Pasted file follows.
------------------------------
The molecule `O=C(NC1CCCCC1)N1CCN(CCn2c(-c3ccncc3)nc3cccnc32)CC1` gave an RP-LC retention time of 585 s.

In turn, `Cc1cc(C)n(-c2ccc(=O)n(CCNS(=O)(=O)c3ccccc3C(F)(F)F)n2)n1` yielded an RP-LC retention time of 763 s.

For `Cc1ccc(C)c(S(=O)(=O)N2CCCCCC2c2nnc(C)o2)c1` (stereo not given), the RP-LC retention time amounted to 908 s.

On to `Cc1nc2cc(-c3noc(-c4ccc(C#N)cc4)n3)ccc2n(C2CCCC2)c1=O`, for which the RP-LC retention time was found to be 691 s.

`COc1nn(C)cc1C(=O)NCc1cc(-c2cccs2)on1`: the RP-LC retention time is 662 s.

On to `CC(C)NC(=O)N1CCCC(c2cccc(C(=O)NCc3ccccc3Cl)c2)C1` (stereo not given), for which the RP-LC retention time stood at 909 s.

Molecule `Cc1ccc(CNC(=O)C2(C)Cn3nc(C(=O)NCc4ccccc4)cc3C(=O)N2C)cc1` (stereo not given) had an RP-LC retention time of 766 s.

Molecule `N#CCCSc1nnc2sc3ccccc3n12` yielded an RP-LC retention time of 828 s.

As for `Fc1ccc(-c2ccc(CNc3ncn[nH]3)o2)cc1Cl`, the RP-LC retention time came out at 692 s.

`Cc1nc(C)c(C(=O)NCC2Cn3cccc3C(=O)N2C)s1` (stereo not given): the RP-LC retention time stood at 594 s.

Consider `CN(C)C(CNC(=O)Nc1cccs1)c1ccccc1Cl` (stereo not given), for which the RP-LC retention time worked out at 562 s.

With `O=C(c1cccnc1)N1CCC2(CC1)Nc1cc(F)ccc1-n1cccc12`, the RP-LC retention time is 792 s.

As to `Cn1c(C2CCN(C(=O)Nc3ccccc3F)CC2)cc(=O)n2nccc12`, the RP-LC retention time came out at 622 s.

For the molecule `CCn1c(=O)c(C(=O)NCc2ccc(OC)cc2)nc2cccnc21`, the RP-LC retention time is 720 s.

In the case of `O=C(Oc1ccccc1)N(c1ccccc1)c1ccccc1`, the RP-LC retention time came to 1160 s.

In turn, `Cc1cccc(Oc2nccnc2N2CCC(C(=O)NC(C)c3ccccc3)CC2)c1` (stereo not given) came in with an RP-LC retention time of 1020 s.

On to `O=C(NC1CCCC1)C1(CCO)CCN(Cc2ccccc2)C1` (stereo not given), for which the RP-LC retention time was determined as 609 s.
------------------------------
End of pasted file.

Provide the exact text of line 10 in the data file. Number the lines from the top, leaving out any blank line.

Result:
`Cc1nc(C)c(C(=O)NCC2Cn3cccc3C(=O)N2C)s1` (stereo not given): the RP-LC retention time stood at 594 s.